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kevinbrink

Jim Rutledge Cream of Kentucky

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kevinbrink

I know sourcing barrels is a complicated and expensive endeavor these days and from what I've read/heard most of what is on the market these days is either very young or older and high priced, but I do wonder if this had been released at a younger age (say 8 years) and high proof for less money if it would have went over better. I have respect for Mr. Rutledge and hope he hasn't burned too much good faith between this and the failed crowdfunding thing.

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EarthQuake
On 2/12/2019 at 9:17 AM, wadewood said:

I tried it and it is what I thought it was.  A big money grab.  It's a $40 bottle of Barton selling for $150 because they need capital to build a distillery.  Jim should have just retired.  

It showed up here at $170. I hope Jim does well but I just can't justify the pricing, even though I really like Barton. I bought 2 1792 full proof store picks instead, for about $95 total with tax.

 

I was talking to a friend with some access to wholesale barrels who said he could get 10 year old Barton, but the cost was going to be about $13,000 for the barrel and $80+ a bottle if at barrel proof, and that's before bottling, taxes, etc. So the pricing of this thing isn't really surprising, and I don't doubt that Jim isn't making much money on it, but still I can't see any justification for actually buying it beyond collecting it for collecting sake or flipping it.

Edited by EarthQuake
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wadewood
On 2/13/2019 at 11:45 PM, EarthQuake said:

It showed up here at $170. I hope Jim does well but I just can't justify the pricing, even though I really like Barton. I bought 2 1792 full proof store picks instead, for about $95 total with tax.

 

I was talking to a friend with some access to wholesale barrels who said he could get 10 year old Barton, but the cost was going to be about $13,000 for the barrel and $80+ a bottle if at barrel proof, and that's before bottling, taxes, etc. So the pricing of this thing isn't really surprising, and I don't doubt that Jim isn't making much money on it, but still I can't see any justification for actually buying it beyond collecting it for collecting sake or flipping it.

yeap! goes back to my post in the thread on Dec 8th - They aren't giving the stuff away.  They know what they can sell it for and what they will make in profit after all the overhead of bottling and marketing that goes into.  If an NDP approaches a large KY distillery with 11.5 year old bourbon and offers to pay more than what they could profit on it themselves, hell yes they sell it.  Of course now the NDP has overpaid for whiskey that now they have to in turn mark up for a profit and that's how you get $100+ 11.5 year old bourbon.  In normal times folks would see this for what it is, but these days if you say something is 'limited' in bourbon all common sense goes out the window.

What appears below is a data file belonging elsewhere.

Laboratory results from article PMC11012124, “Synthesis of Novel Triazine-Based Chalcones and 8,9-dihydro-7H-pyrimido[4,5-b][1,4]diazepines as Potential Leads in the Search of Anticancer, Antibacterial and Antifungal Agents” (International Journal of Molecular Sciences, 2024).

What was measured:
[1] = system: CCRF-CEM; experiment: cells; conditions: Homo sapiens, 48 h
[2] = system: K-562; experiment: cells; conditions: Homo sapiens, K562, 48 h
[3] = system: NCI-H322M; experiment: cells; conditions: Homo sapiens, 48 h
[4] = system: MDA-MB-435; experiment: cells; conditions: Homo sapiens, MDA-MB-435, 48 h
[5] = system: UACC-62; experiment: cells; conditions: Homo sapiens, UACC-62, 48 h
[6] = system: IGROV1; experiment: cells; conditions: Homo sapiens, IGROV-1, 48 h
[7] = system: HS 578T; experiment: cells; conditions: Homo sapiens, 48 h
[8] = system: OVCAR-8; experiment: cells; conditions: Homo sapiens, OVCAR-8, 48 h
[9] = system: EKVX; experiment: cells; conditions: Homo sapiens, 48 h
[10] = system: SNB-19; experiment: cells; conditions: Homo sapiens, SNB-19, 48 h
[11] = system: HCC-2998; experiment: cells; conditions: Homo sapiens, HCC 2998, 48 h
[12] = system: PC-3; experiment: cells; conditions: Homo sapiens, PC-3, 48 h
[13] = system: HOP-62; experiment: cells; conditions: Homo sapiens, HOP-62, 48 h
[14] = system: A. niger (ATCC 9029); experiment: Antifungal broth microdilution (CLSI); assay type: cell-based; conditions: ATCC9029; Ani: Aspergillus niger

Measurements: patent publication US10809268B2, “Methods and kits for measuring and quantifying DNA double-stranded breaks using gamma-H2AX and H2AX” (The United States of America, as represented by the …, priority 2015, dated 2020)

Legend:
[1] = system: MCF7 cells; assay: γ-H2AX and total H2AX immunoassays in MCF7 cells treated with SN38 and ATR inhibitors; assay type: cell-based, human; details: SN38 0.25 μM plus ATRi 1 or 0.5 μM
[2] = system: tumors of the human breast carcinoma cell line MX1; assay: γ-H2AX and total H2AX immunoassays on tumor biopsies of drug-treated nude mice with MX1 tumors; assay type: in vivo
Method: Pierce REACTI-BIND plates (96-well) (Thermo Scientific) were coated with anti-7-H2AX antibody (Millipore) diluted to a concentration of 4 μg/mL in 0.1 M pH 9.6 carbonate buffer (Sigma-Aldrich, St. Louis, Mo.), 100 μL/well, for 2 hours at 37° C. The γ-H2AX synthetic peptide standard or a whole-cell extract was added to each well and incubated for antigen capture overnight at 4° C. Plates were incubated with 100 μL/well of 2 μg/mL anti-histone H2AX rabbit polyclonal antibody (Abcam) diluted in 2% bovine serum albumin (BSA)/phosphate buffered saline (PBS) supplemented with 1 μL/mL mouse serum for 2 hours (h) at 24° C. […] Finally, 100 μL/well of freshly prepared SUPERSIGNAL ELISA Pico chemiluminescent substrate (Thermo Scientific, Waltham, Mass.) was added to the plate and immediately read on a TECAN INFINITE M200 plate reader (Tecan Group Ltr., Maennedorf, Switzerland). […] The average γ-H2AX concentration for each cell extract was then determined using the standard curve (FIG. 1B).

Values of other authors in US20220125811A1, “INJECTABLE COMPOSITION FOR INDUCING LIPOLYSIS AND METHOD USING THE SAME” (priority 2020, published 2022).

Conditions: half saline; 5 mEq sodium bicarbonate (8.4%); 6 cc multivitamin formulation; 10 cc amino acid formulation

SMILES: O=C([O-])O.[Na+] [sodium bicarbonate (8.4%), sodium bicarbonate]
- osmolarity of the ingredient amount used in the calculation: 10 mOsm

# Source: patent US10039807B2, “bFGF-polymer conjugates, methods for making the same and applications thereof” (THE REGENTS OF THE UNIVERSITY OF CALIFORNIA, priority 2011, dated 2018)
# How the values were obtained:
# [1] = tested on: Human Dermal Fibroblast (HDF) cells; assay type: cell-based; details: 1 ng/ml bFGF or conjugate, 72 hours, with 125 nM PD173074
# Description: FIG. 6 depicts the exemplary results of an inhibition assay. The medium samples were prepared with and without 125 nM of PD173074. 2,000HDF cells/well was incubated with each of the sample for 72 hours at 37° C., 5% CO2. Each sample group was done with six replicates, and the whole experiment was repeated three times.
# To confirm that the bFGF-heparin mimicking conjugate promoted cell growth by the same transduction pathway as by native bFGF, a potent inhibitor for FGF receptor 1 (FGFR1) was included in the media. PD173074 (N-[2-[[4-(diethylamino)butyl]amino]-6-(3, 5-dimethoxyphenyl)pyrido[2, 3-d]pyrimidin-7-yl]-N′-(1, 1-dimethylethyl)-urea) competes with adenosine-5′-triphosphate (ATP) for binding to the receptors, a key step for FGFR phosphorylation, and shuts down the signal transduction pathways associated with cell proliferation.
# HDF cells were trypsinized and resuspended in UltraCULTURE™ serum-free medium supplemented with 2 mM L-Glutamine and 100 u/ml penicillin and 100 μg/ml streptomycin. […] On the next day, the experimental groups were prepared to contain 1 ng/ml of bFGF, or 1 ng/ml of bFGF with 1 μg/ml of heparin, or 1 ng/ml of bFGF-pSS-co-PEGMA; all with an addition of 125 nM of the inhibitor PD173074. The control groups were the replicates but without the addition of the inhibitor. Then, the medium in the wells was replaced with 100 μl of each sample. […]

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EarthQuake
5 hours ago, wadewood said:

yeap! goes back to my post in the thread on Dec 8th - They aren't giving the stuff away.  They know what they can sell it for and what they will make in profit after all the overhead of bottling and marketing that goes into.  If an NDP approaches a large KY distillery with 11.5 year old bourbon and offers to pay more than what they could profit on it themselves, hell yes they sell it.  Of course now the NDP has overpaid for whiskey that now they have to in turn mark up for a profit and that's how you get $100+ 11.5 year old bourbon.  In normal times folks would see this for what it is, but these days if you say something is 'limited' in bourbon all common sense goes out the window.

Absolutely, even though it is sort of absurd, it makes a certain sort of sense from all ends.

 

For the distiller, they can make more on these barrels, which may not fit the typical profile, than they would have bottling themselves.

 

For the NDP, they get a quality product, and especially when you have someone like Jim leading the way, you can easily sell this sort of thing.

 

For the buyer, it's a new rare/limited and there's enough fear of missing out that people will gobble this up. Heck, it's probably pretty good whiskey too, so it's unlikely that people will feel all that bad about it at the end of the day. I think there's a lot of people that want to see Jim succeed here too, so that's reason enough to pick up a bottle if it fits in your budget.

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Vosgar

Here's my little bottle of CoK. Next time fishnbowljoe, Galvin0791 and I get together we'll have to try it.

 

Cream of KY.jpg

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Don Birnam
On 2/16/2019 at 9:24 PM, Vosgar said:

Here's my little bottle of CoK. Next time fishnbowljoe, Galvin0791 and I get together we'll have to try it.

 

Cream of KY.jpg

It will probably taste like Jim Beam White or some other bottom shelf whiskey.

I have a feeling it's counterfeit. The tax stamp is a 1935 series, but the label wasn't adopted for use until May of 1936.

Plus the fact the whole label is low quality as if scanned.

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